When I see the name Joel Schumacher attached to anything, I get nervous. He did give us some classics like "The Lost Boys" or "Falling Down" but he also killed Batman in the 90s and gave us shitty films like "Phone Booth" and "The Number 23". Thusly, when I found out he directed a little Horror flick called "Blood Creek", I got nervous. I also got curious (curiosity killed the Matt, you know) so I rented this zombie filled Nazi themed flick to give it a shot. Its not great by any means, but I can't say that I wasn't at least somewhat pleasantly surprised with the result.
Evan misses his brother. Whilst fishing in the woods, his brother Victor, a Iraq war veteran, went missing and Evan can't seem to get past that. Two years later, with his father being a general dick and life finally moving on, Victor comes back to Evan in the middle of the night telling him to grab some serious guns and to come with him. The brothers than head to an old farm nearby where they find a family seemingly kidnapping people to feed an 80 year old German occultist that found the secret to immortality and seemingly the power to conquer the world (damn Nazis and their conquering the world shite). Of course, they are there to tear shit up for imprisoning Victor for two years but little do they know they are about to have one crazy night.
So we have Nazi occult, a vampire like villain, an ageless family, and zombies (including zombie horses which I haven't seen since "House 2") in "Blood Creek". Normally I would spell that kind of list as good times, but "Blood Creek" isn't everything it could have been. Despite some actually very sleek visual style and a concept that's fairly intriguing, this film falters quite a bit with its logic jumps in script and rather flat characters. Our brothers tend to only have sparse and rather bland dialogue (that randomly takes zips in odd directions) and some of the film's continuities are vague at best. Sometimes zombies are out to kill and other times they just kind of run around (or can actually think towards the end for brief spurts) and the story tends to leave things relatively unexplained. Luckily, "Blood Creek" has a speedier than thou pacing, a badass villain in Wirth, and some relatively solid special effects (sans the out of place CGI moments) to balance out its flaws.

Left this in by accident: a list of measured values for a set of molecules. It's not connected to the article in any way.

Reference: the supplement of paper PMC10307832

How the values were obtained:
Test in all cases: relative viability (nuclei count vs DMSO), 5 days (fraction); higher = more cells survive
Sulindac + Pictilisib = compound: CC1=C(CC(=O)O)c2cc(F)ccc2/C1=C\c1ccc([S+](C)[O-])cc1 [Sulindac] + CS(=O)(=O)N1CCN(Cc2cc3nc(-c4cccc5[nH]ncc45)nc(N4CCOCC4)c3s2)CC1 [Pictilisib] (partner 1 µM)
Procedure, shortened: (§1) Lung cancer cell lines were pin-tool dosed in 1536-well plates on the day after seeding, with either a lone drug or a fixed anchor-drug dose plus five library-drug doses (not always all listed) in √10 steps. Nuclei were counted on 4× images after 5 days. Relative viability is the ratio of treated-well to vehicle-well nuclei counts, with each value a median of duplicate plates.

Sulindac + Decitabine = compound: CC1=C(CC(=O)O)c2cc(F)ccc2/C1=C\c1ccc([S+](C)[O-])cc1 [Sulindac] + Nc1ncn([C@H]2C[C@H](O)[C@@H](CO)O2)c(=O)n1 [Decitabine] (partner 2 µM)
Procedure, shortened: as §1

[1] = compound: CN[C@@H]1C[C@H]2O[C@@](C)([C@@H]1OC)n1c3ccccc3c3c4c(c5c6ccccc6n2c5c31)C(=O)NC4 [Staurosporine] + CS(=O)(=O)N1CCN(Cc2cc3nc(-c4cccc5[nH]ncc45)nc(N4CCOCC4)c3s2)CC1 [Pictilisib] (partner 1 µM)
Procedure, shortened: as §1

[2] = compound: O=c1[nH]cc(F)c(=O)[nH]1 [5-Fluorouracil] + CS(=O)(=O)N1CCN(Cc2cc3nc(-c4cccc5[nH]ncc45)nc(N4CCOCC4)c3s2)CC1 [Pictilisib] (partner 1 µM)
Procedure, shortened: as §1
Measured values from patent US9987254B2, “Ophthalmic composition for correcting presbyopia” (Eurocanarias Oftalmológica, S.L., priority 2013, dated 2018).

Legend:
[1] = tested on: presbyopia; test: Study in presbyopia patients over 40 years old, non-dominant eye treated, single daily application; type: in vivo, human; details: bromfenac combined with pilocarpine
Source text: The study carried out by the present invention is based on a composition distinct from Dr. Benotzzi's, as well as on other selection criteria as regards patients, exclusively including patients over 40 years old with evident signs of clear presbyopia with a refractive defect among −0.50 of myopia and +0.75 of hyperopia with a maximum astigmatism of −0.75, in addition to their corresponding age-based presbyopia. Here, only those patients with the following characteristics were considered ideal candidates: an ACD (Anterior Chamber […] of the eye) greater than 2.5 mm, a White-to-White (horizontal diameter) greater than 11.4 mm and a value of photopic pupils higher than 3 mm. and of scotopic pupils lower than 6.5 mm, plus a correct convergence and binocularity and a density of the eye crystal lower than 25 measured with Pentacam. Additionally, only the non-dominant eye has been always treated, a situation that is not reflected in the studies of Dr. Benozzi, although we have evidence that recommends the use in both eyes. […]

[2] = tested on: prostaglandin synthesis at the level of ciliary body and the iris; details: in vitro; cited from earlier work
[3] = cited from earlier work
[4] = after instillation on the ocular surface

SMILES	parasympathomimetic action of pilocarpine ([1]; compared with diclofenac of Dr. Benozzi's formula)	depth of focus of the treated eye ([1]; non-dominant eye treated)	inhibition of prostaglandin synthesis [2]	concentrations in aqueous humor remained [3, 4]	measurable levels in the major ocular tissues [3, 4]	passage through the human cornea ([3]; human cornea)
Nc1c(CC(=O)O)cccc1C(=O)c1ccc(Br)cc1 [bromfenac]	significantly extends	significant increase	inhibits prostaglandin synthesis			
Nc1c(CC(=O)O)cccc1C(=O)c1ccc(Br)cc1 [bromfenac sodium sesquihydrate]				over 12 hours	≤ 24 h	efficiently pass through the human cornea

"Blood Creek" is a film that needs to be taken with a grain of salt. It's not out to change perceptions of the world and if you are willing to overlook some of the forehead slapping plot progressions and weak back stories for our two heroes than one should have a fine time enjoying the macabre of this film. Its got a snazzy evil villain and hey, from the ending, it looks like we could have a helluva franchise on our hands. Its worth to viewing although I'm not sure its necessarily worth some of the praise it received. At least, Joel Schumacher didn't screw this one up too bad. He did kill Batman you know.
BONUS RANT: So if your brother who has been missing for two years randomly shows up in the middle of the night looking like Bigfoot and saying that you need to grab ammo and guns to come with him, would you do it? Evan does. I sure as hell wouldn't without some sort of explanation first. Seriously? It's logic jumps like this one that make this movie a little hard to swallow. All he had to say was, "Dude, Nazi vampire man is going to take over the world" and I'm there shotgun doting with him, no questions asked. But Evan seems pretty okay with going along without even that. Sigh. Guess we are just two different people.
Written By Matt Reifschneider
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